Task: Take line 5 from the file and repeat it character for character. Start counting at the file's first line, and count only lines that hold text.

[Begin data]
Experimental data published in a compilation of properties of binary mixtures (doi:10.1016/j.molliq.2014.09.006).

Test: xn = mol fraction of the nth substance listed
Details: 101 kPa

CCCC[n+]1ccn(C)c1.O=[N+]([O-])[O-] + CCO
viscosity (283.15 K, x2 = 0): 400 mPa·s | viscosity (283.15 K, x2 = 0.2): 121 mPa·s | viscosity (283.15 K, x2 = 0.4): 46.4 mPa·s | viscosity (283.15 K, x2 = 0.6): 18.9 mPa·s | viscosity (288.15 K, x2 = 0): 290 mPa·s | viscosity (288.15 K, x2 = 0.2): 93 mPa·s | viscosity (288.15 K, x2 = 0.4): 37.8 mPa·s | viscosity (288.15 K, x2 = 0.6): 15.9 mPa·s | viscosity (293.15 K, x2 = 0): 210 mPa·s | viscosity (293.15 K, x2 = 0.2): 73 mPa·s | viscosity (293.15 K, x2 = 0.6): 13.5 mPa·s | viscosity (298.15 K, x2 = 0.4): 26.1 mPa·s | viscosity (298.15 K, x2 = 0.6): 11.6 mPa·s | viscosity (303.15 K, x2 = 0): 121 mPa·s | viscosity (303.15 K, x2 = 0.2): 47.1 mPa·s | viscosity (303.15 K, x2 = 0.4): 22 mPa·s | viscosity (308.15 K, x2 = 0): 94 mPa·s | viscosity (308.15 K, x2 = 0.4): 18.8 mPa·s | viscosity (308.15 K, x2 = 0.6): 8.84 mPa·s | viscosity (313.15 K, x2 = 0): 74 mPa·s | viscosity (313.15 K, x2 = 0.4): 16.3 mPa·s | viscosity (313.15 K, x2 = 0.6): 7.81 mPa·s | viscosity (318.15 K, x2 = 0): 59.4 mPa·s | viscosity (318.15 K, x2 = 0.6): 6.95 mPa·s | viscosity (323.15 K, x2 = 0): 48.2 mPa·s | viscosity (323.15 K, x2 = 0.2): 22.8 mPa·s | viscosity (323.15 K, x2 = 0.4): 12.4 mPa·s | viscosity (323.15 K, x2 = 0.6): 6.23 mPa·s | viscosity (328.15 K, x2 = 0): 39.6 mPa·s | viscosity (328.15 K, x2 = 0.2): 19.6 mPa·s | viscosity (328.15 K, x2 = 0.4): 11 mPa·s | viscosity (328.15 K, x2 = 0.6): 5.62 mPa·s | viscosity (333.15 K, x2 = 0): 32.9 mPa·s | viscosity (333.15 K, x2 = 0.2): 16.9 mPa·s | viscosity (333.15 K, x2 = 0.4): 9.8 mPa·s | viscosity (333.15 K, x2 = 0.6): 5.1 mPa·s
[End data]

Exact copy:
viscosity (283.15 K, x2 = 0): 400 mPa·s | viscosity (283.15 K, x2 = 0.2): 121 mPa·s | viscosity (283.15 K, x2 = 0.4): 46.4 mPa·s | viscosity (283.15 K, x2 = 0.6): 18.9 mPa·s | viscosity (288.15 K, x2 = 0): 290 mPa·s | viscosity (288.15 K, x2 = 0.2): 93 mPa·s | viscosity (288.15 K, x2 = 0.4): 37.8 mPa·s | viscosity (288.15 K, x2 = 0.6): 15.9 mPa·s | viscosity (293.15 K, x2 = 0): 210 mPa·s | viscosity (293.15 K, x2 = 0.2): 73 mPa·s | viscosity (293.15 K, x2 = 0.6): 13.5 mPa·s | viscosity (298.15 K, x2 = 0.4): 26.1 mPa·s | viscosity (298.15 K, x2 = 0.6): 11.6 mPa·s | viscosity (303.15 K, x2 = 0): 121 mPa·s | viscosity (303.15 K, x2 = 0.2): 47.1 mPa·s | viscosity (303.15 K, x2 = 0.4): 22 mPa·s | viscosity (308.15 K, x2 = 0): 94 mPa·s | viscosity (308.15 K, x2 = 0.4): 18.8 mPa·s | viscosity (308.15 K, x2 = 0.6): 8.84 mPa·s | viscosity (313.15 K, x2 = 0): 74 mPa·s | viscosity (313.15 K, x2 = 0.4): 16.3 mPa·s | viscosity (313.15 K, x2 = 0.6): 7.81 mPa·s | viscosity (318.15 K, x2 = 0): 59.4 mPa·s | viscosity (318.15 K, x2 = 0.6): 6.95 mPa·s | viscosity (323.15 K, x2 = 0): 48.2 mPa·s | viscosity (323.15 K, x2 = 0.2): 22.8 mPa·s | viscosity (323.15 K, x2 = 0.4): 12.4 mPa·s | viscosity (323.15 K, x2 = 0.6): 6.23 mPa·s | viscosity (328.15 K, x2 = 0): 39.6 mPa·s | viscosity (328.15 K, x2 = 0.2): 19.6 mPa·s | viscosity (328.15 K, x2 = 0.4): 11 mPa·s | viscosity (328.15 K, x2 = 0.6): 5.62 mPa·s | viscosity (333.15 K, x2 = 0): 32.9 mPa·s | viscosity (333.15 K, x2 = 0.2): 16.9 mPa·s | viscosity (333.15 K, x2 = 0.4): 9.8 mPa·s | viscosity (333.15 K, x2 = 0.6): 5.1 mPa·s